Robust protocols for directed differentiation of human pluripotent cells are required to determine whether mechanisms operating in model organisms are relevant to our own development. Recent work in vertebrate embryos has identified neuromesodermal progenitors as a bipotent cell population that contributes to paraxial mesoderm and spinal cord. However, precise protocols for in vitro differentiation of human spinal cord progenitors are lacking. Informed by signalling in amniote embryos, we show here that transient dual-SMAD inhibition, together with retinoic acid (dSMADi-RA), provides rapid and reproducible induction of human spinal cord progenitors from neuromesodermal progenitor-like cells. Using CRISPR-Cas9 to engineer human embryonic stem cells with a GFP-reporter for neuromesodermal progenitor-associated gene Nkx1.2 we facilitate selection of this cell population. RNA-sequencing was then used to identify human and conserved neuromesodermal progenitor transcriptional signatures, to validate this differentiation protocol and to reveal new pathways/processes in human neural differentiation. This optimised protocol, novel reporter line and transcriptomic data are useful resources with which to dissect molecular mechanisms regulating human spinal cord generation and allow the scaling-up of distinct cell populations for global analyses, including proteomic, biochemical and chromatin interrogation.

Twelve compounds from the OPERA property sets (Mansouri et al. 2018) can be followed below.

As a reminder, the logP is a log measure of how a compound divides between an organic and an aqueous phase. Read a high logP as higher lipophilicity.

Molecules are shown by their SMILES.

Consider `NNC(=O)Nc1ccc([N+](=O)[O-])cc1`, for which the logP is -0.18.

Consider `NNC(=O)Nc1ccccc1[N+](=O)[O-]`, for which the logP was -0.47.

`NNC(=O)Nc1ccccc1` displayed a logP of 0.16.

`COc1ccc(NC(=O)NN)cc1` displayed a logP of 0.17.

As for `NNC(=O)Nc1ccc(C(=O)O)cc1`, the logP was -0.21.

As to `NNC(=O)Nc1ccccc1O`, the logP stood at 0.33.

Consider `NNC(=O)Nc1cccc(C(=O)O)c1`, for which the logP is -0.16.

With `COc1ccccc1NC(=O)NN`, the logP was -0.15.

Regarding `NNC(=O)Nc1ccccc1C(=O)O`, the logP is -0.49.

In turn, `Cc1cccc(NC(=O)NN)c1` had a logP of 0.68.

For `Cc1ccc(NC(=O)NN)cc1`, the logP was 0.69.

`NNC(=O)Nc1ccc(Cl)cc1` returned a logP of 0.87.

Head and trunk nervous systems have distinct developmental origins. Head or anterior neural progenitors are derived from the epiblast rostral to the primitive streak and will form regions of the brain. In contrast, progenitors of trunk or posterior neural tissue (posterior hindbrain and spinal cord) arise from epiblast adjacent to and within the anterior primitive streak [known as caudal lateral epiblast (CLE) and node streak border (NSB), respectively] (Wilson et al., 2009) (Fig. 1A). In recent years, evidence has accrued which indicates that, unlike anterior, posterior neural tissue is generated via an intermediary neuromesodermal progenitor (NMP), which contributes to paraxial mesoderm as well as to posterior neural tube (reviewed by Tzouanacou et al., 2009; Gouti et al., 2015; Henrique et al., 2015; Tsakiridis and Wilson, 2015). Human, mouse and chick embryos, as well as in vitro NMPs, are identified by co-expression of early neural (Sox2) and mesodermal brachyury (Bra, T) proteins, but as yet lack unique molecular markers (Olivera-Martinez et al., 2012; Gouti et al., 2014; Turner et al., 2014; Henrique et al., 2015; Tsakiridis and Wilson, 2015). Although we are beginning to uncover how mouse NMPs are regulated, human NMP-like cells and their derivatives are less well characterised, in part because this requires creation of robust in vitro models.